Andrea Campfield was nominated by her colleague, Claudia Smith.
She writes. She builds. She acts. But, most importantly, she teaches and changes lives. Mrs. Campfield is in her 26th year of public school teaching and has taught in Montana, South Carolina, and currently teaches drama at Charles Page High School (CPHS) in Sand Springs, Oklahoma.
"I believe each student brings a unique component to the community of the classroom," said Campfield. "It's my job as a teacher to foster a welcoming and safe environment for unlocking students' talents and potential as they prepare to step into the next chapter. Public teaching, to me, is the ultimate privilege and great responsibility of not only bringing up the next generations with a sound understanding of academic concepts, but with the tools necessary to help them succeed beyond the classroom. The arts in public schools are some of the most important tools we have to inspire the next generation to live a life filled with empathy and positive action. My classroom is all about connection through the arts, such as the journey of language and literature, the power of speech, the study of the creative process through humanities, and the magical world of theater.”
At CPHS, the drama program is production-based and tiered to teach students all aspects of stage production. Whether starting in middle school or beginning in the basics of the introduction speech and drama class, students who wish to pursue stage works have the opportunity to learn the many facets and technical elements needed to bring a show to life. Most recently, that element was a 10-foot dragon put together with chicken wire, hula hoops, cardboard, and robotics, all the while moving across stage with blinking eyes and animation.
Under Mrs. Campfield’s direction, these students stage a full season of productions and participate in several competitions throughout the school year. Earlier this year, her students opened with their one-act production of Our Place, which they took to the Oklahoma Secondary Schools Activities Association competition and placed second in regionals and fifth in the state competition. One of her students was recognized as one of ten All-State Actors. Other productions included Shakespeare’s A Midsummer Night’s Dream, which led their set designer to qualify for the International Thespian Competition, and All School Musical, a culmination of over 60 students, including a cast of not only drama students, but members of the Student Council, Youth and Government, and the Special Education Program. In addition, a team of parents joined in to help create and design costumes, apply makeup, and aid in stage construction.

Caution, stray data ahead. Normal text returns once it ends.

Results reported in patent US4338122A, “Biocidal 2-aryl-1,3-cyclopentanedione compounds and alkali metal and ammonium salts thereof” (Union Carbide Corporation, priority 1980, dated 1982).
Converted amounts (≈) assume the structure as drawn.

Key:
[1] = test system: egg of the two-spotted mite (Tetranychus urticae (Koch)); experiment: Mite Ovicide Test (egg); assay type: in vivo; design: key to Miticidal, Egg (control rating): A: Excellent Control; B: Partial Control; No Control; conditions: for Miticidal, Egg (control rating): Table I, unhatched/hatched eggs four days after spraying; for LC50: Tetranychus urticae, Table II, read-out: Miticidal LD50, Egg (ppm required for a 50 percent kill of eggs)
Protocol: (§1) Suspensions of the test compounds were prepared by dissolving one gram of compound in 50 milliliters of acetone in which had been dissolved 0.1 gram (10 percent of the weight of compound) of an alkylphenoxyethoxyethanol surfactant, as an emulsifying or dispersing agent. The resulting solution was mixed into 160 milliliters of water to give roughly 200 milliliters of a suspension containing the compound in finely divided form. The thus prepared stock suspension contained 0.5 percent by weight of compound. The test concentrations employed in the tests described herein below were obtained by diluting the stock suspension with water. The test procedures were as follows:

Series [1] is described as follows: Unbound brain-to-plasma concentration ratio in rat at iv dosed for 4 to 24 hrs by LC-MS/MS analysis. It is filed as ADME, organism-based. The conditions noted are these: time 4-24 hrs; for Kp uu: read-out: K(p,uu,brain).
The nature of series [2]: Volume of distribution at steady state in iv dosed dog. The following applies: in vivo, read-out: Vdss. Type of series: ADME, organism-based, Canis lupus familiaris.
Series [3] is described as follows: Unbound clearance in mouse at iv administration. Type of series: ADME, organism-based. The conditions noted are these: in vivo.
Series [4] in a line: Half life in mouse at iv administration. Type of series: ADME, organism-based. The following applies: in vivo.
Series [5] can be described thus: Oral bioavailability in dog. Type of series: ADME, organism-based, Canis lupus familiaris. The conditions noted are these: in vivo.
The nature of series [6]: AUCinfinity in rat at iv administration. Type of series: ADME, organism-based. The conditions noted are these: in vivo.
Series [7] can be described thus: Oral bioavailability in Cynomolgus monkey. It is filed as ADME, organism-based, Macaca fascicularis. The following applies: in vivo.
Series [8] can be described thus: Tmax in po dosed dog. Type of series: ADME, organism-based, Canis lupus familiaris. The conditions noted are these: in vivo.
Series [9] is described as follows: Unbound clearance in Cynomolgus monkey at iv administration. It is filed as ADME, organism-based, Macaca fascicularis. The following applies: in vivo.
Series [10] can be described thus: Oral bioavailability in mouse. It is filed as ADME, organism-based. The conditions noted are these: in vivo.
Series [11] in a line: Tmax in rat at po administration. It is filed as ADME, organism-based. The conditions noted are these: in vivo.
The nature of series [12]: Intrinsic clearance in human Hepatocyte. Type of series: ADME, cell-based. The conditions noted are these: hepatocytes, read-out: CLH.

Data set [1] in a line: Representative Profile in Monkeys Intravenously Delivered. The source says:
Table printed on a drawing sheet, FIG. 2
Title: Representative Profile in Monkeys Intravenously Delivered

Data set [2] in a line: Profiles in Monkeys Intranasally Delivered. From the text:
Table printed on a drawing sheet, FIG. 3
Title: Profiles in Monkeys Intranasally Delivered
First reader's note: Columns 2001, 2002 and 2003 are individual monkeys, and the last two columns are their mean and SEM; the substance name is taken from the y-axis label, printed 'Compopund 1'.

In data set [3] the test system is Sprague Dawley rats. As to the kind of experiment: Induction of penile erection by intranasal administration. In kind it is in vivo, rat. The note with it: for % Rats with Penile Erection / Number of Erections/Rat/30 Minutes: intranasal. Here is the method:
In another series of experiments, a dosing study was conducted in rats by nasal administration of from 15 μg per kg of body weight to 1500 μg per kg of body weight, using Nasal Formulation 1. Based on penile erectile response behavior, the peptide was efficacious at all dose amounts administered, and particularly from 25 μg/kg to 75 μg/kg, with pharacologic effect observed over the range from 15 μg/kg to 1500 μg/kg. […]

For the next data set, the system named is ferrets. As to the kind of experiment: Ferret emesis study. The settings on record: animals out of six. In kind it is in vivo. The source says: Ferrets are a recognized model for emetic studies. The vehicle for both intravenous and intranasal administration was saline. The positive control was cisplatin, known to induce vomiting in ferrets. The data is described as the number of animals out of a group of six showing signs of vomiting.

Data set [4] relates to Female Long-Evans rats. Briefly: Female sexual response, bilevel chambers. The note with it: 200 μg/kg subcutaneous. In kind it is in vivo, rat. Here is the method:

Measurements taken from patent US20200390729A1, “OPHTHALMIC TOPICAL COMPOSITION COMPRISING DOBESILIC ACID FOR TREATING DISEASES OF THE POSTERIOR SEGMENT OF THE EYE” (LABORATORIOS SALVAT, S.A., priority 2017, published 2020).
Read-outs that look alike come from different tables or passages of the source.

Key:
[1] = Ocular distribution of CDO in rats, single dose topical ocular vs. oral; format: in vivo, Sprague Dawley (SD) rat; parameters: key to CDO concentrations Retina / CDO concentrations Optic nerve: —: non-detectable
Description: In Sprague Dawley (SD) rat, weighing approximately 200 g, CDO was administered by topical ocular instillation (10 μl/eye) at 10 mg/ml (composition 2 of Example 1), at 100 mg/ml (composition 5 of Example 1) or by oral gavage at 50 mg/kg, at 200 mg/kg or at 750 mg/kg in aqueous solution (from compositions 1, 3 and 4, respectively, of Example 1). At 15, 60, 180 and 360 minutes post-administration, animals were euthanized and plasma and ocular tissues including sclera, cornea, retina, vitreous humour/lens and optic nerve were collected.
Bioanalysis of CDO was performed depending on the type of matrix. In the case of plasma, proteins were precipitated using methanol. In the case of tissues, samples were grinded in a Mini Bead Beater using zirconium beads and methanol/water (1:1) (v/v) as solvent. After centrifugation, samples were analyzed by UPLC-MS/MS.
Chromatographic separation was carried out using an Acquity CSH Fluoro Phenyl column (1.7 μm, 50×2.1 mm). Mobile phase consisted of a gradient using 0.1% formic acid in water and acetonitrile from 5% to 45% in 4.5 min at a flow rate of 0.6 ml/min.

In the middle of their busy schedules, her students participated in the English Speaking Union's Annual Shakefest Competition. This opportunity brought additional success to one student, who won the Oklahoma Regional and traveled in April to compete at the national level at the Lincoln Center for the Performing Arts in New York City. Through Mrs. Campfield’s dedication, all of her students are exposed to learning opportunities and are able to apply and compete for college admissions and scholarships. Don’t be fooled. These few examples encompass only a fraction of what is accomplished within a one-year span. She does this year after year after year.
“If it’s true that imitation is the highest form of flattery, then I must, by default, deeply admire Andrea Campfield," said a former student. "My imitation of her comes in the fact that I teach. This means I have had the unique privilege of seeing Mrs. Campfield’s excellence in teaching from the perspective of both a student and a fellow teacher. Even sitting in her classroom ten years ago, I knew I was in the presence of greatness, but I wasn’t fully aware of just how much skill, passion, dedication, and work it required until I entered the profession myself. Mrs. Campfield is spunky, opinionated, and passionate. She will fight for what she believes is right, and she pushed her students to political activism in a way I have never seen before. She made us believe that we really could make a difference in our world, and that because we had this ability, we also had the civic obligation to do so. Mrs. Campfield helped me find my voice, which is one of the most important gifts a teacher could give to a student. In my own classroom, I hope I'm able to help my students find theirs in the same way. Fearless and bold, Mrs. Campfield is no average educator. She is a force to be reckoned with, and I am honored to have her as a former teacher, a mentor, and a friend.”